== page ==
Why Search Innovation is Dead

We like to think of web search as quite a polished tool. I still find myself amazed at the ease with which difficult questions can be answered just by googling them. Is there really much to go from here?

"Hasn't Google solved search?" by asmythie/Flickr

Brynn Evans has a great post on why social search won’t topple Google anytime soon. In it, she shares some yet to be published results on difficulty in forming the query being a major cause for failed searches. That resonated well with some citations I’m collecting right now for my thesis (on concept-based information retrieval). It also reminded me of a post Marissa Mayer of Google wrote some months ago, titled “The Future of Search“.  One of the main items on that future of hers was natural language search, or as she put it:

This notion brings up yet another way that “modes” of search will change – voice and natural language search. You should be able to talk to a search engine in your voice. You should also be able to ask questions verbally or by typing them in as natural language expressions. You shouldn’t have to break everything down into keywords.

Mayer gives some examples to questions that were difficult to query or formulate by keywords. But clearly she has the question in her head, so why not just type it in? after all, Google does attempt to answer questions. Mayer (and Brynn too) mentions the lack of context as one reason. Some questions, if phrased naively, refer to the user’s location, activities or other context. It’s a reasonable, though somewhat exaggerated point.  Users aren’t really that naive or lazy, if instead of using search they’d call up a friend, they wouldn’t ask “can you tell me the name of that bird flying out there?”. The same info they would provide verbally, they can also provide to a natural-language search engine, if properly guided.

The more significant reason in my eyes revolves around habits. Search is usually a means, rather than a goal. So we don’t want to think where and how to search, we just want to type something quickly into that good old search box and fire it away. It’s no wonder that the search engine most bent on sending you away asap, has most loyal users coming back for more. That same engine even has a button, that hardly anyone uses, and supposedly costs them over 100M$ a year in revenues, that sends users away even faster.  So changing this habit is a tough task for any newcomers.

But these habits go deeper than that. Academic researchers have long studied natural-language search and concept-based search. A combination of effective keyword-based search, together with a more elaborate approach that kicks in when the query is a tough one, could have gained momentum, and some attempts were made for commercial products (most notable Ask, Vivisimo and Powerset). They all failed. Users are so used to the “exact keyword match” paradigm, the total control it provides them with, and its logic (together with its shortcomings) that a switch is nearly impossible, unless Google will drive such a change.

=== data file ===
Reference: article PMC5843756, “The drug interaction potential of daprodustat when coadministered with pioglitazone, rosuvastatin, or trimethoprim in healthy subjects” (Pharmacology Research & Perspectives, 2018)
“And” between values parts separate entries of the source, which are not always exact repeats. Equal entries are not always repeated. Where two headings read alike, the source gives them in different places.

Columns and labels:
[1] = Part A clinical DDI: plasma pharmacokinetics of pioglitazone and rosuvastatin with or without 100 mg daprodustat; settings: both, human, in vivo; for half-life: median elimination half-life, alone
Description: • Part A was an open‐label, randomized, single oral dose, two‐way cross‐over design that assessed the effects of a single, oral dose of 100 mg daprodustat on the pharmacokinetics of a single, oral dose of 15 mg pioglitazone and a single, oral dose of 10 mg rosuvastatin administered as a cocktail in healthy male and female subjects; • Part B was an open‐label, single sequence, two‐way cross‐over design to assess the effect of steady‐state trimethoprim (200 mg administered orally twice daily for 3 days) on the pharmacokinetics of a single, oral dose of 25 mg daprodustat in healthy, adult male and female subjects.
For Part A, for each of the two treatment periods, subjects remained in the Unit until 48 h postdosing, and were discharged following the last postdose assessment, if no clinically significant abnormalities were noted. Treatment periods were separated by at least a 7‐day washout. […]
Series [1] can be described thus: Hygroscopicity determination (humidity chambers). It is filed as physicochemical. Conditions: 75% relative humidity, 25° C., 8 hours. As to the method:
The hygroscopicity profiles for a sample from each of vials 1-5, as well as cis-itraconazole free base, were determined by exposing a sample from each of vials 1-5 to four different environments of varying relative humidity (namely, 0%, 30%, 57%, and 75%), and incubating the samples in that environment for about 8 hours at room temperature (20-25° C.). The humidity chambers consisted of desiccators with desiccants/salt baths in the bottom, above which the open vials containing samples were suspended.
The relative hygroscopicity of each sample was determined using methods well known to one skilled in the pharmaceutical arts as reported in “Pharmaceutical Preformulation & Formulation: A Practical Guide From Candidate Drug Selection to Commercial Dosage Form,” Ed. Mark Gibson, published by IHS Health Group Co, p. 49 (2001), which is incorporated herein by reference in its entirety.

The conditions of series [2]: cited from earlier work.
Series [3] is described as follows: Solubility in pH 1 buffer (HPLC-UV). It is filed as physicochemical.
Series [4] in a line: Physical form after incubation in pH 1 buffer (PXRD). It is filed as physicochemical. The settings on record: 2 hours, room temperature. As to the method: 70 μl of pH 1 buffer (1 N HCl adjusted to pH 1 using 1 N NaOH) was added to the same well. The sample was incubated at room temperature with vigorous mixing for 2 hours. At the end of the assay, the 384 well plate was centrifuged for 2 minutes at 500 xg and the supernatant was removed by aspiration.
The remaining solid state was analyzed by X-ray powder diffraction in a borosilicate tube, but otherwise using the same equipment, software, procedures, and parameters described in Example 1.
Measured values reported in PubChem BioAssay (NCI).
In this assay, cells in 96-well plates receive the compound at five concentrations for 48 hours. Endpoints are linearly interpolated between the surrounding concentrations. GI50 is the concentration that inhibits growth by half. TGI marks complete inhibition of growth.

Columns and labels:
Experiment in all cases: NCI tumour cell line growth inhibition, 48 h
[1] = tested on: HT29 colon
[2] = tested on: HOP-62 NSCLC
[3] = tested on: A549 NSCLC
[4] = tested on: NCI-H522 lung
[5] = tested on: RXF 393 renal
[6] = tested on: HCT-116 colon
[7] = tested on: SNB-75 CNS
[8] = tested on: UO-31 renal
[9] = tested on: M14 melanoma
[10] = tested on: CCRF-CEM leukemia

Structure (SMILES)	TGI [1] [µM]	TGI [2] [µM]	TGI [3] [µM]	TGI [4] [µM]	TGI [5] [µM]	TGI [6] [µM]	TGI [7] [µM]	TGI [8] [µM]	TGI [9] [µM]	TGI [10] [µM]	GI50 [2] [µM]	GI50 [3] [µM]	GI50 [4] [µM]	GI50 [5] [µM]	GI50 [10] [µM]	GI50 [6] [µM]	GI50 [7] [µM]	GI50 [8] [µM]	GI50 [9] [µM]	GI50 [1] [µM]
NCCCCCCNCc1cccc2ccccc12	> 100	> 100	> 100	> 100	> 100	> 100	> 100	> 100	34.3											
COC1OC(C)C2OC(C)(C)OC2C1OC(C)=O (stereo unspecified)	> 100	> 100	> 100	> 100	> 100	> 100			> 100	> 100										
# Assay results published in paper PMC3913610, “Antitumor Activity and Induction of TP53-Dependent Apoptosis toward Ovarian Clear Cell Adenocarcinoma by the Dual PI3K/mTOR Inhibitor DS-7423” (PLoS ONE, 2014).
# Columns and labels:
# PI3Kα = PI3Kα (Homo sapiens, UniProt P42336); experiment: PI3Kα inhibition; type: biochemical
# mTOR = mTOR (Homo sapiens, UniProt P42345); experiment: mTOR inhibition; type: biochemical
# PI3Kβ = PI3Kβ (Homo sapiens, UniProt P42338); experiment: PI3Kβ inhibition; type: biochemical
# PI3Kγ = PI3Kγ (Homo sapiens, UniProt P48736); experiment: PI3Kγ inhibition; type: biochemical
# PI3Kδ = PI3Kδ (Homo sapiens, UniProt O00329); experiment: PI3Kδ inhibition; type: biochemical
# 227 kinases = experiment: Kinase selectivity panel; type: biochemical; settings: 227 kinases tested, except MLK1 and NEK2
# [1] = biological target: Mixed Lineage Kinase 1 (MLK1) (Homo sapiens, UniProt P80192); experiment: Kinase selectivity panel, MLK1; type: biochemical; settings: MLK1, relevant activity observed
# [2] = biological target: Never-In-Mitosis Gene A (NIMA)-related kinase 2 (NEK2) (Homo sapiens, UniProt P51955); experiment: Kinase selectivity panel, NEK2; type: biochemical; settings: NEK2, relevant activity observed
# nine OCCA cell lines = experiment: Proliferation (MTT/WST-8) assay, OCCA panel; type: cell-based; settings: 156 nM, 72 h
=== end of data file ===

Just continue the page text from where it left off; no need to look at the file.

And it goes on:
Until that happens, we’ll have to continue limiting innovations to small tweaks over the authorities…

2 responses to “Why Search Innovation is Dead

  1. For a twist on Google searching, try this query modifier at http://apodder.org/ControversyDiscoveryEngine.html. The premise is that simplified searches get trapped in an Organizational Web while the same query embellished with a few modifiers will drive the query into the Analytic Web. The web page references a 5 year old study on “Do Search Engines Suppress Controversy?”

  2. Hi Susan,
    I read your study with much curiosity. Obviously you’re aware of the authority-based nature which suppresses not only controversies, but any unpopular aspects. TREC ran some information retrieval challenges on “Topic distillation” or “Aspect retrieval”, with the purpose you’re aiming for – discovering the different aspects of the search query, rather than the authorities.
    Of all current search trends, social search might just be the strongest chance to push against authority. The decentralized nature of the individual social graph means that authorities have less influence. Sites such as Digg, by nature single out and emphasize controversial topics. A search based on social news popularity might alleviate the authority-inclination, admittedly not enough.

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